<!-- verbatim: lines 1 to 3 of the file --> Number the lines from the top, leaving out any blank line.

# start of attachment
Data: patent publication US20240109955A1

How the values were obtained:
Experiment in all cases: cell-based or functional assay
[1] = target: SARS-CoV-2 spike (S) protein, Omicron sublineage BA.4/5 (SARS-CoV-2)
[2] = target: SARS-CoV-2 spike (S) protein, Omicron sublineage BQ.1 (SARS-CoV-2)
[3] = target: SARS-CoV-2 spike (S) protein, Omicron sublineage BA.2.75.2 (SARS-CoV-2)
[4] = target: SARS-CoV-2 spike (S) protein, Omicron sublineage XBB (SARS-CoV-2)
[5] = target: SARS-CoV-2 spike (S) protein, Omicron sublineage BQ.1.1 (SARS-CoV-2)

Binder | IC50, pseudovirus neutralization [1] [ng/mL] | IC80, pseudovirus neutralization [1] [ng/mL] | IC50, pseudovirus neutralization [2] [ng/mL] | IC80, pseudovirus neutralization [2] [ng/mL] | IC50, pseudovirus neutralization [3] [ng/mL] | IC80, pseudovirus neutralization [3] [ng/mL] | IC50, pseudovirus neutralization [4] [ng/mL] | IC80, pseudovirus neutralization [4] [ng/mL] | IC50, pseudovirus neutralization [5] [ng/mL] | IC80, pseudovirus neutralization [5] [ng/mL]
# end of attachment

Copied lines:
Data: patent publication US20240109955A1

How the values were obtained:
Experiment in all cases: cell-based or functional assay